Bringing lunch from home is one of the best ways to avoid unnecessary spending on food. Start by investing a little time on meal planning to make lunch preparation easier. Keep reading for more tips to help you make budget-friendly healthy lunches.
A balanced and filling lunch needs protein, high-quality carbohydrates, and plenty of vegetables.
Planning your grocery list around deals of the week, buying frozen vegetables, adding more plant-based proteins, and repurposing leftovers are all great ways to build a budget-friendly lunch menu.
To keep meals exciting, rotate recipes frequently and add new seasonings to put a fresh spin on a classic dish.
Everyone’s budgeting these days
Worldwide, food costs have increased, and many consumers are concerned about their ability to afford healthy groceries. A skill that can help is budgeting, which helps you keep track of your spending habits. Your food budget will largely depend on the cost of living in your city, but financial experts suggest spending 10–15% of your monthly income on food.
There are ways you can eat well while keeping food costs as low as possible. Try:
- Making food at home instead of dining out.
- Choosing frozen produce over fresh vegetables and fruits, especially when it’s off-season.
- Using dehydrated beans and eating more plant-based proteins.
- Reducing your waste by repurposing leftovers.
If your budget doesn’t allow you to meet your nutritional requirements, consider visiting your local food bank and try to take advantage of community resources.
How to build a healthy lunch
A balanced and healthy lunch plate has half a plate of vegetables, a quarter plate with lean protein, and a quarter plate with high-quality carbohydrates such as whole grains. It sounds simple, but this eating model is an evidence-based recommendation that's included in the USDA 2020–2025 nutrition guidelines. Many people like this tool because it's visual and easy to apply to meals.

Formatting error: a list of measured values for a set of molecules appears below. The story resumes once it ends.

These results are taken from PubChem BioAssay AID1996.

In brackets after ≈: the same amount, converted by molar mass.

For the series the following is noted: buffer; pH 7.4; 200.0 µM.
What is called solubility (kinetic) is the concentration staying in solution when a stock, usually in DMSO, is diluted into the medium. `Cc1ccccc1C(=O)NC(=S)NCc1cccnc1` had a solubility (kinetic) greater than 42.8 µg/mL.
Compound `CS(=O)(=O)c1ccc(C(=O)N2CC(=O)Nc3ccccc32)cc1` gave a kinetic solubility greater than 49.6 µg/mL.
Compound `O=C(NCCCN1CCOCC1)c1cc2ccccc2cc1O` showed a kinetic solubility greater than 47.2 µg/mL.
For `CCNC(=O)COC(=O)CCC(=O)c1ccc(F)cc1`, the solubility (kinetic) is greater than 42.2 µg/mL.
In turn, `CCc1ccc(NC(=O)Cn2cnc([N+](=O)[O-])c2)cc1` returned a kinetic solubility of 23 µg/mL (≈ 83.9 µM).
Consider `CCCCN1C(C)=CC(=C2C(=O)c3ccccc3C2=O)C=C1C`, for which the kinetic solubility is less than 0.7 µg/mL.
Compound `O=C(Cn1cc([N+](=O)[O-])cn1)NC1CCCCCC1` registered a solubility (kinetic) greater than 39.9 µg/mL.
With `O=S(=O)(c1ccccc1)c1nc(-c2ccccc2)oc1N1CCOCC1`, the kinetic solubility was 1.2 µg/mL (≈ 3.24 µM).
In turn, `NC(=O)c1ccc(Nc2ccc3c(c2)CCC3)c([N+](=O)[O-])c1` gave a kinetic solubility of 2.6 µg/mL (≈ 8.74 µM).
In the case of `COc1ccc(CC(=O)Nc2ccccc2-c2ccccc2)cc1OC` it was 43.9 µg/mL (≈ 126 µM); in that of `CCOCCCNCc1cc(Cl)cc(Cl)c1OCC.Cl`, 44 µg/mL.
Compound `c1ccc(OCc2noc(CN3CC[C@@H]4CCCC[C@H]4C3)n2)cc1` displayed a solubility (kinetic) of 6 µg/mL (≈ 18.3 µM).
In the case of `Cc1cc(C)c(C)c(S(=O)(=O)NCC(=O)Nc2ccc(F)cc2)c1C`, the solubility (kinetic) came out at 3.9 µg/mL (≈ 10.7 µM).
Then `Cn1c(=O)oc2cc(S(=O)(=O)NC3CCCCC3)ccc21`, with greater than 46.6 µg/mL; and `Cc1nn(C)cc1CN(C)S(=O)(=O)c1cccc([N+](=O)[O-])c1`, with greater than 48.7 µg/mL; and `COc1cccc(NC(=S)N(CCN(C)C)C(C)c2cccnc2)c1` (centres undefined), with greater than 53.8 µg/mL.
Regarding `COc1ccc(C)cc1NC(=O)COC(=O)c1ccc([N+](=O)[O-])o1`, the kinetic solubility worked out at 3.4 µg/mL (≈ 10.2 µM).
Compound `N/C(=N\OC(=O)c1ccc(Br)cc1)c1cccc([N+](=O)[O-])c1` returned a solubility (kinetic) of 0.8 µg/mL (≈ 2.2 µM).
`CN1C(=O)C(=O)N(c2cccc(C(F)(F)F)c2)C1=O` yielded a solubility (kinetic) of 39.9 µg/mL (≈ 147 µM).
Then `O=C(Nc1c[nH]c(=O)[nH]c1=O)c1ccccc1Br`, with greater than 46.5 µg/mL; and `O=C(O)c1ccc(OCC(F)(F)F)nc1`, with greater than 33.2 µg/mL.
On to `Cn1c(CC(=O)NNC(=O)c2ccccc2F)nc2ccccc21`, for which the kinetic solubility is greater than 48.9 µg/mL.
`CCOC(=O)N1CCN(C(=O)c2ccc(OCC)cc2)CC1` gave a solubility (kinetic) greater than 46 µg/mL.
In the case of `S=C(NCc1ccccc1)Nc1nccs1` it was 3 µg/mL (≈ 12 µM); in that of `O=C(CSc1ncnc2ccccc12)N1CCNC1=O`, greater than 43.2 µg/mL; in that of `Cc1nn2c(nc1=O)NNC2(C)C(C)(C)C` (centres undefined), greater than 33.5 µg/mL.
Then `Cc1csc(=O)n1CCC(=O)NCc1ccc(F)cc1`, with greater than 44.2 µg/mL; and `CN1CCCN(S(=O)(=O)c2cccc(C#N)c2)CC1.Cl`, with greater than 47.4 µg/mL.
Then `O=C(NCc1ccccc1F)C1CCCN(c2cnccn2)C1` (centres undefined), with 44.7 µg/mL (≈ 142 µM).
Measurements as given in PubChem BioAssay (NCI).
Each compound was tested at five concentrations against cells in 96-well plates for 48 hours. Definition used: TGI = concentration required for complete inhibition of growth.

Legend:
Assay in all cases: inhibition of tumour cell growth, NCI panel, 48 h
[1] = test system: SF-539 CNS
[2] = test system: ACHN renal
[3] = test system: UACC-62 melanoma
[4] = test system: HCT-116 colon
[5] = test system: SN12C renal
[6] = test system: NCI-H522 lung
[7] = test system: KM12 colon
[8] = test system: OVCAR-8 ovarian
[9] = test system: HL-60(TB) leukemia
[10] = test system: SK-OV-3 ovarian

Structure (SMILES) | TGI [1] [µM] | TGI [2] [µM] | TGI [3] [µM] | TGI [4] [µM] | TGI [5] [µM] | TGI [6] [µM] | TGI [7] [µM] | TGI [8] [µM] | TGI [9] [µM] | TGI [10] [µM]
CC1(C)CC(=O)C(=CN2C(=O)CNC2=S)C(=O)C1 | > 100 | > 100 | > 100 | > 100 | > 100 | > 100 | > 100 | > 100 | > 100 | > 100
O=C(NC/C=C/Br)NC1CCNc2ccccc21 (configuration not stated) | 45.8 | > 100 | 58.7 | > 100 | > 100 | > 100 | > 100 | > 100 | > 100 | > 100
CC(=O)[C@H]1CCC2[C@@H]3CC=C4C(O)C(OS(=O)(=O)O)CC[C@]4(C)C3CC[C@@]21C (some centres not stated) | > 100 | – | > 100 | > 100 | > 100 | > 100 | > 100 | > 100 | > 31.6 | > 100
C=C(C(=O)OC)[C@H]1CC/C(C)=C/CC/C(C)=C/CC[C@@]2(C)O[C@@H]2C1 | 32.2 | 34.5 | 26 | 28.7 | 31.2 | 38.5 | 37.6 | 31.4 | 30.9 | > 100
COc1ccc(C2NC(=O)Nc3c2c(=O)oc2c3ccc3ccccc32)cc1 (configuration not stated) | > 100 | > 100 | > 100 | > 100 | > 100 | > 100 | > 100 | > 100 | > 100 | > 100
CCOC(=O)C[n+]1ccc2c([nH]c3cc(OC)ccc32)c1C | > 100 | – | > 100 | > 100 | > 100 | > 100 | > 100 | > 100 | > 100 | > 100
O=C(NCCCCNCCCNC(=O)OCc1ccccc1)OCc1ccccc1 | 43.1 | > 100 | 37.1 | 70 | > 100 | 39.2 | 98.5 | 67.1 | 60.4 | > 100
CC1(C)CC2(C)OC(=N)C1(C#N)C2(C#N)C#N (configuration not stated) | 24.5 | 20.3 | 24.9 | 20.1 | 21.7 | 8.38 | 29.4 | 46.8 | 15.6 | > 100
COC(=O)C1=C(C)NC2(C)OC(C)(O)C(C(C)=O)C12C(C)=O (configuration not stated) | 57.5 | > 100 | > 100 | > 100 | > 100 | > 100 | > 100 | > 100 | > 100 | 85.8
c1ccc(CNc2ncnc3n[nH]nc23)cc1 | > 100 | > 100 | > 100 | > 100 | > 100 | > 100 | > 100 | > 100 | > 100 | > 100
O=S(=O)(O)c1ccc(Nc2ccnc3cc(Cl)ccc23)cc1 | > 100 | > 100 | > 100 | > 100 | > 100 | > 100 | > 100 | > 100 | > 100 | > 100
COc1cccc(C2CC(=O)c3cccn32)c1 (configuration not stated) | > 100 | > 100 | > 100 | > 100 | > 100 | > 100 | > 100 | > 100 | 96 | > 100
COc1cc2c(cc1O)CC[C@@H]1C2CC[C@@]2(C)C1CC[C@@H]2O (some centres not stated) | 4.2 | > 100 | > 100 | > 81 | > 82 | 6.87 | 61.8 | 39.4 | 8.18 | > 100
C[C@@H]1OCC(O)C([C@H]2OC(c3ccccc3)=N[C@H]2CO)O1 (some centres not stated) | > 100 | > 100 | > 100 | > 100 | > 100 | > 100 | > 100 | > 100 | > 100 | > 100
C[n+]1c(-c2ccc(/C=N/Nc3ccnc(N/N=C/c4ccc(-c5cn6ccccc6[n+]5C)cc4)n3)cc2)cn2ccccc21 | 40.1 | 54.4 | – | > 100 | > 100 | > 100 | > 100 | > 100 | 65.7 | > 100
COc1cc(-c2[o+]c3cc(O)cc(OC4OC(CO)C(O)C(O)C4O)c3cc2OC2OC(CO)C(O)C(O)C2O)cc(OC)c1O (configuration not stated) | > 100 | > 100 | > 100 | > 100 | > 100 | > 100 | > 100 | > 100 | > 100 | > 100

Meat tends to be an expensive grocery item. To cut costs, try and buy different cuts of meat when they’re on sale. For example, if you wanted chicken breasts but chicken thighs are on sale — buy the thighs instead. If you can afford it, consider buying the item in bulk and storing it in your freezer (if you have space). Most meats can be frozen for up to 12 months when properly sealed in airtight containers.
Plant-based proteins are less expensive, and eating more of these foods has been linked to decreased risk of disease and different types of cancer. Examples include chickpeas, kidney beans, lentils, other beans, and tofu.
Whole-grain carbohydrates are more nutritious than refined grains because they have higher amounts of fiber and essential nutrients. They also offer small amounts of antioxidants, which are critical for your immune function and disease prevention. High-quality carbohydrates you might want to try include quinoa, barley, oats, farro, and whole-wheat products (bread, pasta, etc.) Barley and oats are two affordable options that can be used in savory and sweet recipes.
Starchy vegetables also offer complex carbohydrates and can be very satisfying at meals. Lower-cost examples include all forms of potato, beets, green peas, parsnips, carrots, corn, squash, and pumpkin.